Netflix has announced a film adaptation of the hit first-person shooter game franchise ‘BioShock’.
The streaming platform has teamed up with 2K and Take-Two Interactive to produce the forthcoming movie. Vertigo Entertainment is also attached as a producer, according to The Hollywood Reporter.
No writer, filmmaker or cast is currently onboard for the project, the outlet states. The partnership between Netflix and Take-Two Interactive is believed to have been in the works for almost a year.
“Netflix is among the best and most forward-thinking storytellers in all of entertainment”, said Take-Two CEO Strauss Zelnick in a statement.
“We are thrilled that they share our vision and commitment to the ‘BioShock’ franchise, which is beloved by millions of fans around the world. 2K’s Cloud Chamber studio is deep in active development on the next iteration of the series, and coupled with our partnership with Netflix, we remain highly confident that ‘BioShock’ will continue to captivate and engage audiences”.
Set in the dystopian underwater city of Rapture, the original game in the ‘BioShock’ series was released back in 2007.
An official synopsis reads: “In 1960, a lone survivor of a plane crash named Jack discovers an abandoned underwater utopia, only to find out that the mystery behind its creation is much more sinister than he first believed.”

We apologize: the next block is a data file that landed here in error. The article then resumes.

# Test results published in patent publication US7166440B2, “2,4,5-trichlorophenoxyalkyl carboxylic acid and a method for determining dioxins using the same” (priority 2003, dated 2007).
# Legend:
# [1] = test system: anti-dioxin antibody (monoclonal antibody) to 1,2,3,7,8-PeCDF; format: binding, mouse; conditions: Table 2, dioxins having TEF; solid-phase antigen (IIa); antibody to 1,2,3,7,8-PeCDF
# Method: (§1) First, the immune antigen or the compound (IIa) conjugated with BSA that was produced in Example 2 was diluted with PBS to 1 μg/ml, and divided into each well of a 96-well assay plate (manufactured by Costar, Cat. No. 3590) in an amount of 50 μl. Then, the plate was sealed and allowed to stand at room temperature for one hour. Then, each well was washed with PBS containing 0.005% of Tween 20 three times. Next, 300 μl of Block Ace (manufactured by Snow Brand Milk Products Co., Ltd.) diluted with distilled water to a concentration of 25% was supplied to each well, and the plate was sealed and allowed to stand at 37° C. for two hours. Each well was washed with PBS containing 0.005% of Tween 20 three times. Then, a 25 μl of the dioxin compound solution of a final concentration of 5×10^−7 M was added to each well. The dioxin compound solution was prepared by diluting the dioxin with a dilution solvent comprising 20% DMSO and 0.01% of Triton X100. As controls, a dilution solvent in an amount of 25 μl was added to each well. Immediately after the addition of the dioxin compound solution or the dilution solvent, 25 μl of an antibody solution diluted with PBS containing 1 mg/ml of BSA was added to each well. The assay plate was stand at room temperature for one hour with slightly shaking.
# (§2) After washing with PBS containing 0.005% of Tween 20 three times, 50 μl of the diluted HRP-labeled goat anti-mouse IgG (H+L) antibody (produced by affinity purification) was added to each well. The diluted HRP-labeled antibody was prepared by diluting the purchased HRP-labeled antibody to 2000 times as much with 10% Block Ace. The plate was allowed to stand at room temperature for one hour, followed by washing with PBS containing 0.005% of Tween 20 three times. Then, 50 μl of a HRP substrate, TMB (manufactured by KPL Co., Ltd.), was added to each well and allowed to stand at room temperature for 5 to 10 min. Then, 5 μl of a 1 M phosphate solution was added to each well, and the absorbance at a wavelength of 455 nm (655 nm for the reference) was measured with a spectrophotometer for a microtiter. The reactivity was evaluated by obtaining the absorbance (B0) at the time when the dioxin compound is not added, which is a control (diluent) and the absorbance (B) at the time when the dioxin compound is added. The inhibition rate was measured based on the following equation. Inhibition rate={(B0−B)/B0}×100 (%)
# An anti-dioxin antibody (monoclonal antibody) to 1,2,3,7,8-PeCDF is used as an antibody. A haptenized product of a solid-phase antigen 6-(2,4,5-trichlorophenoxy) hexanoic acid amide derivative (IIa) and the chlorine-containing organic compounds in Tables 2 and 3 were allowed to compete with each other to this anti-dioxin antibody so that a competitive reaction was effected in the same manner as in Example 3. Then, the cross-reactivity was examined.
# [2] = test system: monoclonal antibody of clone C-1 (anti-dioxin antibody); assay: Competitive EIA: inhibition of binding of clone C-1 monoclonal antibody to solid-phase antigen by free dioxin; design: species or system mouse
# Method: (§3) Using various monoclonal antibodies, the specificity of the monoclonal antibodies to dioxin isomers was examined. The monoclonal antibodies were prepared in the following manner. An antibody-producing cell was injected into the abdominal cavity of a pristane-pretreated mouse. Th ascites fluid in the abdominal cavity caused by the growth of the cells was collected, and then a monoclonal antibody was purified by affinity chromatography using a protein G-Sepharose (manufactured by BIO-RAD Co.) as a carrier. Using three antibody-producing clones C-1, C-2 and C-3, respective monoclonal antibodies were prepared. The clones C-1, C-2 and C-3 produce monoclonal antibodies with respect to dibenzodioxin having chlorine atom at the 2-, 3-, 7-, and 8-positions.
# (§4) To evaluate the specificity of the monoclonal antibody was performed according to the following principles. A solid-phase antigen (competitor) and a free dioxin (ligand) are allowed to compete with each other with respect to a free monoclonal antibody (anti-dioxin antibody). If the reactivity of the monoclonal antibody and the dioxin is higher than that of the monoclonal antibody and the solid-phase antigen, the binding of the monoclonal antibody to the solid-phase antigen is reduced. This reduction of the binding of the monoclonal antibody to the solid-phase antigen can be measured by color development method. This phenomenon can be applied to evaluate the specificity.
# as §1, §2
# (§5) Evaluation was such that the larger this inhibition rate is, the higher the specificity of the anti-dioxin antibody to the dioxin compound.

There has since been two sequels – ‘BioShock 2’ (2010) and ‘BioShock Infinite’ (2013) – with a fourth instalment currently in development at Cloud Chamber.
‘The Pirates Of The Caribbean’ director Gore Verbinski was previously working on a live-action film adaptation of ‘BioShock’ for Universal. However, the project was ultimately scrapped by the game’s creators in 2009, shortly before filming was due to begin.
In March 2021, Verbinski told Collider: “There was a lot of diffusion. So, when the movie was shut down, it was literally the conversation that I had. The brutally honest conversation I had saying, don’t buy the rights, I just want you to be clear. This is a $200million, R-rated [movie]. We were now about to start shooting a $200million R-rated movie and they chickened out.
“I think, ‘Watchmen’ had just come out right before that or something. So, there was a little bit of, these movies need to be PG-13. If they cost that much, they need to be PG-13.”